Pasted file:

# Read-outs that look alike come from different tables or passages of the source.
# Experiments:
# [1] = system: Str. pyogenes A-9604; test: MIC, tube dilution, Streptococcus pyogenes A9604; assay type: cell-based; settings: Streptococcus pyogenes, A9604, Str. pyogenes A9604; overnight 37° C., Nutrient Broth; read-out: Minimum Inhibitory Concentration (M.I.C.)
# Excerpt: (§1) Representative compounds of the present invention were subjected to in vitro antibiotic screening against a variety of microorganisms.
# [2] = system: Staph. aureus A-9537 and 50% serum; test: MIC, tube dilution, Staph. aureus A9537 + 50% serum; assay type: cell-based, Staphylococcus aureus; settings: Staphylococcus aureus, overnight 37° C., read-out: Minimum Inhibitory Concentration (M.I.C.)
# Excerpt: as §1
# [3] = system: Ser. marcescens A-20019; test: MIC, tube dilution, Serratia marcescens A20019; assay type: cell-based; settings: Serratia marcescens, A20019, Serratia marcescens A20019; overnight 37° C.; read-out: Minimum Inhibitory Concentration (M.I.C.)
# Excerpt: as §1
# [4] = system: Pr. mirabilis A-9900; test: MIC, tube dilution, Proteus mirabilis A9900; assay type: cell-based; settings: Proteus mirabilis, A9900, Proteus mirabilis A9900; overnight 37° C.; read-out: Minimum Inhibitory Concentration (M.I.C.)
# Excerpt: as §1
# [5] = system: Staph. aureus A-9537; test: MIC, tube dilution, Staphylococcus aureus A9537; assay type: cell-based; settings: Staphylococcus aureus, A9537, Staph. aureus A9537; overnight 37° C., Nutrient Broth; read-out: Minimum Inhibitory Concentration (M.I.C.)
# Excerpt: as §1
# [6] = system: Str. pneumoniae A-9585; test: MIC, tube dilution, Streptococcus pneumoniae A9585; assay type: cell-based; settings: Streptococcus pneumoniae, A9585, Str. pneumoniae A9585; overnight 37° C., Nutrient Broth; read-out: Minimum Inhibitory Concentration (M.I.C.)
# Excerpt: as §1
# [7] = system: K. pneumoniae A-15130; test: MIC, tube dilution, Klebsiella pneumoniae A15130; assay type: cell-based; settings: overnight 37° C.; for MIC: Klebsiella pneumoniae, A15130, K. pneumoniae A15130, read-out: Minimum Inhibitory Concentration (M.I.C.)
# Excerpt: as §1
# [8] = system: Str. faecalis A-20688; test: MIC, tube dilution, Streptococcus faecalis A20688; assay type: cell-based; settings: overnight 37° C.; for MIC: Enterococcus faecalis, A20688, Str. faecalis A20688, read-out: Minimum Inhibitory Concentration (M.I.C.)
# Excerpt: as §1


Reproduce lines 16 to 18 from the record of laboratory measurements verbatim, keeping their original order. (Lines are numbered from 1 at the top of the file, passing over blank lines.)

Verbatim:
# Excerpt: as §1
# [8] = system: Str. faecalis A-20688; test: MIC, tube dilution, Streptococcus faecalis A20688; assay type: cell-based; settings: overnight 37° C.; for MIC: Enterococcus faecalis, A20688, Str. faecalis A20688, read-out: Minimum Inhibitory Concentration (M.I.C.)
# Excerpt: as §1